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Taiwanese leader’s visit to US could provoke ‘big’ reaction from China

The flags of the United States and Taiwan displayed on phone screens are seen in this multiple exposure illustration photo taken in Poland on August 4, 2022.

Jakub Porzycki | Nurphoto | Getty Images

A meeting between the Taiwanese leader and the speaker of the United States House of Representatives will provoke a strong reaction from China, said Anna Ashton, China director of the Eurasia Group.

Taiwan President Tsai Ing-wen will likely meet Kevin McCarthy during her transit visit to Los Angeles next week. Tsai is currently on a 10-day trip to visit Central American allies Belize and Guatemala.

The meeting with McCarthy has not been officially confirmed.

“The reality is that McCarthy is third to the presidency. A meeting like this would be the highest official US meeting ever with a sitting Taiwanese president on US soil,” Aston told “Squawk Box Asia” on Thursday. from CNBC.

“Beijing has already warned against its opposition to this meeting and we could see a reaction, even as important as the reaction after Pelosi’s visit.”

The crossing of China’s red lines by the United States could push China into a situation where it feels compelled to use force and act more assertively.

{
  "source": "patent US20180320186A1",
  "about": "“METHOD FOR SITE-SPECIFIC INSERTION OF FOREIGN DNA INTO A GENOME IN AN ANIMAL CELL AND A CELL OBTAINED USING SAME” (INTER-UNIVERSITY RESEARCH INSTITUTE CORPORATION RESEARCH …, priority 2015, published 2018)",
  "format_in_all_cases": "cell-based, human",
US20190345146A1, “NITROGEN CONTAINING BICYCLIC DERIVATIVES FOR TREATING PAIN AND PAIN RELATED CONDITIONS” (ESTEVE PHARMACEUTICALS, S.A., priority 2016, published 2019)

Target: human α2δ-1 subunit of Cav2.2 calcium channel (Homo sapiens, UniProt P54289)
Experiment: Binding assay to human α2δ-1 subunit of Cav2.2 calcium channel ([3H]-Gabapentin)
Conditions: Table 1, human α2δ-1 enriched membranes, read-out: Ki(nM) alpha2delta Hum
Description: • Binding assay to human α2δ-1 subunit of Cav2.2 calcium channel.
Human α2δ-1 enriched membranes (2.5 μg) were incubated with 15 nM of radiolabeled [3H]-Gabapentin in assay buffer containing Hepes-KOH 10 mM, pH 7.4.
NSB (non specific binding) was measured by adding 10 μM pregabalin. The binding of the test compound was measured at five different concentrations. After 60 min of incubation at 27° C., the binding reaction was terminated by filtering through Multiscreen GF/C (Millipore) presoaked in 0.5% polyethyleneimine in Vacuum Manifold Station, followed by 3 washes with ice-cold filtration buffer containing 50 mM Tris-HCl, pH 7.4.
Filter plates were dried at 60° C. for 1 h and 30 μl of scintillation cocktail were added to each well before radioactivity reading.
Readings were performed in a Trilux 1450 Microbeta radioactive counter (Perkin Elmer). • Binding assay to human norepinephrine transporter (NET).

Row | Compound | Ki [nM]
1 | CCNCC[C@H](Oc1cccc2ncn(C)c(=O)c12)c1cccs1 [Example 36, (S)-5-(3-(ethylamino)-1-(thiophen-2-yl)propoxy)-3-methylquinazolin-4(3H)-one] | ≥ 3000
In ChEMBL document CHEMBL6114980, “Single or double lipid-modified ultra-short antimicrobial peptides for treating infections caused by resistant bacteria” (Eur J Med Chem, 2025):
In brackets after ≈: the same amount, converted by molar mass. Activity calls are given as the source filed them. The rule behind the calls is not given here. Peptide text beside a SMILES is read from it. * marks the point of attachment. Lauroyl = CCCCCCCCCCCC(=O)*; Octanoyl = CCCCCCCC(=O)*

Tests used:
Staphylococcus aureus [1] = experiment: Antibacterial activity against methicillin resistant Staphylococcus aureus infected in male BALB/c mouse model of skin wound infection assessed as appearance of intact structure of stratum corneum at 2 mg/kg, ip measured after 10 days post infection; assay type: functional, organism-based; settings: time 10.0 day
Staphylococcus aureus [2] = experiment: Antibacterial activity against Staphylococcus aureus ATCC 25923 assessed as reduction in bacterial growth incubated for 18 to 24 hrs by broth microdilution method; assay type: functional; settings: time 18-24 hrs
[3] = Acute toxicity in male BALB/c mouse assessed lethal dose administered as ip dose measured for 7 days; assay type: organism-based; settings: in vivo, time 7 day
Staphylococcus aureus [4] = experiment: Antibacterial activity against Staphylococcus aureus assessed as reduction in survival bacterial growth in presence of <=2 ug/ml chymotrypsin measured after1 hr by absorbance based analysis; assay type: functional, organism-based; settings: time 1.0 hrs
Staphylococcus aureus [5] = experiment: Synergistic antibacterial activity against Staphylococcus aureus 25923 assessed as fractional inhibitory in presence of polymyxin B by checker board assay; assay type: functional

Anna Ashton

China Director at Eurasia Group

Thorny relationships

Relations between the United States and China have deteriorated, analysts warn. Next week’s meeting between Tsai and McCarthy will likely add to the already growing tensions.

China has repeatedly said that the issue with Taiwan is an internal matter. Beijing claims the self-governing island is part of its territory and argues that Taiwan should not have the right to conduct foreign relations.

The Biden administration was keen to play down Tsai’s last transit, calling it “unofficial.”

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“In all previous transits, she has met with members of Congress, as well as state and local officials, and made public appearances,” White House National Security Council spokesman John Kirby, during a press briefing.

The Chinese Foreign Ministry had strong words for the United States

“The trip is not so much a ‘transit’ as an attempt to seek breakthroughs and spread ‘Taiwan independence,'” spokeswoman Mao Ning said at a regular press briefing on Wednesday. “The problem is not China’s overreaction, but the United States’ blatant complicity with and support for ‘Taiwan independence’ separatists.”

Cross the red lines

Beijing has consistently warned that Taiwan is the “first red line” not to cross.

Ashton stressed that it is important to note that China has often said that it prefers long-term peaceful reunification with Taiwan.

“Time is on China’s side and always has been – except for the fact that the United States has become a little less predictable,” the analyst said.

“The crossing of China’s red lines by the United States could push China into a situation where it feels compelled to use force and act more assertively because it is protecting what it considers as its interests against an American effort to block them.”


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